Dilution rates from overseas studies state the toxicity of 1080 is so strong and lethal it can affect cells when it’s as microscopic as 1 part per trillion, “which doesn’t even constitute a whiff”. For some perspective on what ‘parts per trillion’ means; to mix a vodka and orange to 1 part per trillion, would require 1 drop of vodka to 660 milk tankers of orange. This means that, “It would take 10,000 lakes the size of Lake Taupo to dilute the annual drop of 1080 in New Zealand’s forests to 4 parts per trillion.” At 4 parts per trillion it will wipe out all forms of life, period. 1080 baits are aerially distributed across NZ which makes the dispersal method indiscriminate and inaccurate, indicating a careless management of this dangerous toxin. According to the ERMA Review, “Contaminated dust from aerially-distributed cereal baits was found at a test site 1 km away, 5 days after a 1080 poisoning operation”. This calls DoC’s claims of controlled targeted drops into question. 1080 poison is also randomly spread by flying and crawling insects, urine, blood, faeces, and carcasses and bait carried away by birds. The toxin has the ability to spread easily and move up food chains.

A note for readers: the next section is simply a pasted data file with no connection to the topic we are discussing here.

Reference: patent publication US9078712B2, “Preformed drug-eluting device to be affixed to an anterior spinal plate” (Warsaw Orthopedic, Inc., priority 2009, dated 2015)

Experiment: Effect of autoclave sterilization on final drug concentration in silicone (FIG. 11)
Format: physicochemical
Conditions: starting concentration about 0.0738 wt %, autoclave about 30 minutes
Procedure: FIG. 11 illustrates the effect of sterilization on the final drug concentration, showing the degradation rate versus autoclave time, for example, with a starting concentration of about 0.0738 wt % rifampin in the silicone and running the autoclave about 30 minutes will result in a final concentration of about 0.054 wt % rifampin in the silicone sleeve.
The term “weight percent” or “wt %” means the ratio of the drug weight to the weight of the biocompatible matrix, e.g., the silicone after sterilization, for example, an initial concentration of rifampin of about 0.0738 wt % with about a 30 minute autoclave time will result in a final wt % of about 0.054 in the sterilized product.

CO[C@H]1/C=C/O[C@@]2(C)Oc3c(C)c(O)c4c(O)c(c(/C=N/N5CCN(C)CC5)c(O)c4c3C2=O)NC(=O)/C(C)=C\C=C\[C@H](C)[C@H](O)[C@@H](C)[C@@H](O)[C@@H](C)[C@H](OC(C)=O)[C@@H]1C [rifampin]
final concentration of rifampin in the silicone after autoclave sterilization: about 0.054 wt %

In this article I have attempted to simplify the more technical parts of the science, and the impact on both land and aquatic fauna. In part two we will look at how 1080 kills, and the potential impact on animals and human food and health.

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elocal Digital Edition – November 2018 (#212)

elocal Digital Edition
November 2018 (#212)